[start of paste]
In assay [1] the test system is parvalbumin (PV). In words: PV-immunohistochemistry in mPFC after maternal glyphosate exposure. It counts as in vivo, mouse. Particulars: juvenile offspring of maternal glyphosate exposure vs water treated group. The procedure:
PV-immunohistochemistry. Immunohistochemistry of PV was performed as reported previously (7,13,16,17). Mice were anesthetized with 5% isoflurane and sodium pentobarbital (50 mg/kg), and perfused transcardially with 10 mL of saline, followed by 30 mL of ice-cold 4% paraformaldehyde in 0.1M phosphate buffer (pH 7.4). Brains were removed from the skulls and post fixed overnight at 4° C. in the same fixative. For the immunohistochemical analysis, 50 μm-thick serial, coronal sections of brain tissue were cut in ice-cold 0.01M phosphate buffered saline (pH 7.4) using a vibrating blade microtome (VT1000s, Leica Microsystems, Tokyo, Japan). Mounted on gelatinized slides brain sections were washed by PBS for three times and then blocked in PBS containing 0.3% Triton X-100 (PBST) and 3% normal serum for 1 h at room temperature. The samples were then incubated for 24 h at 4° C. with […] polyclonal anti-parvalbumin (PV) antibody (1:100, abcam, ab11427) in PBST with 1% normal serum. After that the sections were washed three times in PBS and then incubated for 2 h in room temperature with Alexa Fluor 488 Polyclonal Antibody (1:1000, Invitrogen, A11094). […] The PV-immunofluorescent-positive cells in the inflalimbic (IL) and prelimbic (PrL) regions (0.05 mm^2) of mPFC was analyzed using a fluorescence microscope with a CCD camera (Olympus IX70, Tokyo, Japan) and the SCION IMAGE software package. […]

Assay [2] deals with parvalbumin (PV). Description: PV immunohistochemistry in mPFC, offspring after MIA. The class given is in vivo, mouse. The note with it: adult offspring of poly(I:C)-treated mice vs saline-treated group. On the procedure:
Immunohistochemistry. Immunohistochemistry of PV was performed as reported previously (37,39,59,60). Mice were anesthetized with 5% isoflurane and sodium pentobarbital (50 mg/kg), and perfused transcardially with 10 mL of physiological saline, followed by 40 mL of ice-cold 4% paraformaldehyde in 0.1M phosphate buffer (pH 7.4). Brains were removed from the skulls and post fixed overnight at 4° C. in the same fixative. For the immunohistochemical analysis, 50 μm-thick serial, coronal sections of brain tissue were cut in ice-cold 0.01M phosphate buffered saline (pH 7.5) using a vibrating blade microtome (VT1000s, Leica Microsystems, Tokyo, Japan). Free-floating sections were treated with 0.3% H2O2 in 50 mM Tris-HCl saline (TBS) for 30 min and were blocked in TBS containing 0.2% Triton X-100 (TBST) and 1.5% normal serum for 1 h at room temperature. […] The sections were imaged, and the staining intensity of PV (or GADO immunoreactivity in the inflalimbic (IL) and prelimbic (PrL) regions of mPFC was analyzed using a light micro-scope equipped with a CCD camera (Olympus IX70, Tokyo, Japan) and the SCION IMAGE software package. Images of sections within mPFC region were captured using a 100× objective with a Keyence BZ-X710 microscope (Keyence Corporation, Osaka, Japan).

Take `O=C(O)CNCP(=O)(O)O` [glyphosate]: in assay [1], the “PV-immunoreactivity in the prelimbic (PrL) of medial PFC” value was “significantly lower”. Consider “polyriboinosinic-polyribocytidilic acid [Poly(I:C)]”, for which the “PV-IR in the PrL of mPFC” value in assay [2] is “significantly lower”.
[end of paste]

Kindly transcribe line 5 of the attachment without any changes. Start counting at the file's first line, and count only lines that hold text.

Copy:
Take `O=C(O)CNCP(=O)(O)O` [glyphosate]: in assay [1], the “PV-immunoreactivity in the prelimbic (PrL) of medial PFC” value was “significantly lower”. Consider “polyriboinosinic-polyribocytidilic acid [Poly(I:C)]”, for which the “PV-IR in the PrL of mPFC” value in assay [2] is “significantly lower”.